The US presidential race is being closely watched by the tens of thousands of Americans who now call Australia home, with many casting their ballots from afar.
Four years ago, Craig Boden voted for Donald Trump.
"I voted for Trump because I thought he was going to be a breath of fresh air for the American political system," he told SBS News.
Mr Boden describes himself as an independent voter who leans right, but says his pick for president in 2020 isn't so clear.
Born and raised in Boston, a resident of Hong Kong and now living in Brisbane, the 46-year-old says he remains undecided ahead of the election on 3 November.
"[Democratic candidate Joe] Biden is running on a platform of 'vote for me because I'm not Trump' that, to me, is not good enough. And obviously, Trump is Trump, so I'm frustrated and I'm still up in the air," he said.
But there is no such hesitation for Michael Shafran.
"It's a no brainer for me; I will be voting for Joe Biden. I will vote for just about anybody but Donald Trump, he's definitely, for me, the worst president of my lifetime," he said.
The New York native has lived in Australia for almost two decades and runs a bagel bakery in Sydney.
He is a registered Democrat and has always voted in US elections, so 2020 is no different.
"Donald Trump is a New Yorker, I grew up with Donald Trump. Everyone in New York ... doesn't like Donald Trump, he's incredibly unpopular in his home state because we know he's a fraud," he claimed.
"Trump is talking about 'absentee ballots are going to result in fraud', but both he and I vote via mail and I voted by mail for 19 years without a hitch."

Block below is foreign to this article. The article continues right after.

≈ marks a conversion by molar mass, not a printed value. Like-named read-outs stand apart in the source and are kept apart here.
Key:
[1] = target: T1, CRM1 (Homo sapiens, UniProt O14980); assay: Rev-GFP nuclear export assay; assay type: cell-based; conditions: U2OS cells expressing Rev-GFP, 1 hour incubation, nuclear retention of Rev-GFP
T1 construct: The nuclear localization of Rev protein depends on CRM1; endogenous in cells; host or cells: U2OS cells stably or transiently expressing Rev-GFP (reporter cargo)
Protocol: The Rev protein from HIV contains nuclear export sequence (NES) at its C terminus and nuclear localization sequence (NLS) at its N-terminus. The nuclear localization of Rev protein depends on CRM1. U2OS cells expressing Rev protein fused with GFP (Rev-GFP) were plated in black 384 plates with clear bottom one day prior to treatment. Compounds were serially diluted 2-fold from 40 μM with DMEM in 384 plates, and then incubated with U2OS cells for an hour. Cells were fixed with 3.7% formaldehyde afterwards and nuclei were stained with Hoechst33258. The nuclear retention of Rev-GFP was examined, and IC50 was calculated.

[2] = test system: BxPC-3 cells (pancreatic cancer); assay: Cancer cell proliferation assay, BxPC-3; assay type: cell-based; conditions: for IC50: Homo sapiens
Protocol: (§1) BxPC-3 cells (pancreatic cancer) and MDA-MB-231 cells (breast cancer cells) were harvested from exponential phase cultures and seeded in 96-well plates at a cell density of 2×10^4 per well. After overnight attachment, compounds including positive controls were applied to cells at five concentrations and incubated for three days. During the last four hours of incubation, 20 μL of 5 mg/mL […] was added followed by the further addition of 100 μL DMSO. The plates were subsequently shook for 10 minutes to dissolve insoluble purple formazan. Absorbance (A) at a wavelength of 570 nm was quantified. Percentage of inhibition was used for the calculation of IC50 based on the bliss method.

While there are tens of thousands of kilometres between Australia and the US, their ties diplomatically, financially and socially are close.
The 100,000 Americans who call Australia home form the sixth-largest US population in the world.
They are most likely to live in New South Wales, Victoria and Queensland, according to the Australian Bureau of Statistics (ABS).
There are about three million Americans abroad who are entitled to vote, with Canada being home to the largest population, followed by the UK. In both, Mr Biden is more popular than Mr Trump.
While Mr Boden and Mr Shafran come from different starting points, they have arrived at the same conclusion; both think Mr Biden will win.
Mr Boden thinks before COVID-19, Mr Trump had followed through on his pledge to strengthen the economy but says his response to the pandemic will be the undoing of the man he voted for in 2016.
"COVID-19 isn't Trump's fault but what is Trump's fault is a lack of a top-down federal government approach to fighting this deadly disease," he said.
"America is four per cent of the world's population, we have [approximately] 20 per cent of the world's deaths due to COVID-19. That's unacceptable."
He is hoping for better presidential choices in the future.
"There are 152 million people in the United States that are able to run for the presidency. These are our two choices. That, to me, is an abomination."